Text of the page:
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Unlocking Your Phone in the U.S. is About to Be Legal Again

by Jacob Kleinman | July 25, 2014July 25, 2014 10:00 pm PST

iphone-unlock

Last year it became illegal to unlock your phone in the U.S. as part of the Digital Millennium Copyright Act. At the time we were pretty upset, and now over a year later Congress is finally correcting its mistake. All that’s left is for President Obama to sign the new bill into law, and that shouldn’t be much of an issue.

The Unlocking Consumer Choice and Wireless Competition Act passed through the U.S. Senate earlier this summer. Earlier today it was approved unanimously by the House of Representatives. The bill gives regular people and third-party companies the right to unlock a smartphone once it’s been tied to a specific carrier. For the past year only carriers were allowed to unlock their own phones, and they typically wouldn’t do it until you’d paid off the device’s entire unsubsidized price.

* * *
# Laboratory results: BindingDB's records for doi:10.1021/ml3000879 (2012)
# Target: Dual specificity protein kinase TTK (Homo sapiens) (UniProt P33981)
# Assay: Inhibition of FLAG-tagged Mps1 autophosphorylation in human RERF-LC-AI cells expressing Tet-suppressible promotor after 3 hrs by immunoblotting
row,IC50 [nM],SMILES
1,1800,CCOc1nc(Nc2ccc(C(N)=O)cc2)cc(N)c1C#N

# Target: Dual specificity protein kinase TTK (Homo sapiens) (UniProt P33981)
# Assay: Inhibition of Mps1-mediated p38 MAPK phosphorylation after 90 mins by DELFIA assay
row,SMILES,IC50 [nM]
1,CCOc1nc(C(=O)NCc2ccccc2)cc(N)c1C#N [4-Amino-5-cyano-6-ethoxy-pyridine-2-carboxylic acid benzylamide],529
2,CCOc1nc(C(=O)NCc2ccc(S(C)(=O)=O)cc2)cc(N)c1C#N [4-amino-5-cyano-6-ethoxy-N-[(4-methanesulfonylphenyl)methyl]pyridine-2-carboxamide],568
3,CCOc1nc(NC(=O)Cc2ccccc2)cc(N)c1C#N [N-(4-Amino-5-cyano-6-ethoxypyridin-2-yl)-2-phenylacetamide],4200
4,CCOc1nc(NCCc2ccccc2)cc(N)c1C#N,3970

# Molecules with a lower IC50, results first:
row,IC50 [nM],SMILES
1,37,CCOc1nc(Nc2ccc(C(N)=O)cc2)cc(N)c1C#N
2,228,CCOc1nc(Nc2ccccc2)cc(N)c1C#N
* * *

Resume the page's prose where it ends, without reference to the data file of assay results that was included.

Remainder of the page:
It’s worth noting that the new bill won’t clear up this issue once and for all. Instead the rules will be reconsidered again next year and then once every three years for the foreseeable future. Hopefully we’ll see the same unanimous support for unlocking in 2015 and into the future, but it’s also possible carriers could influence the decision down the road. In the short term, however, you should be able to unlock your smartphone as soon as the president signs the bill into law.

US Senate

Jacob Kleinman

Jacob Kleinman has been working as a journalist online and in print since he arrived at Wesleyan University in 2007. After graduating, he took a...

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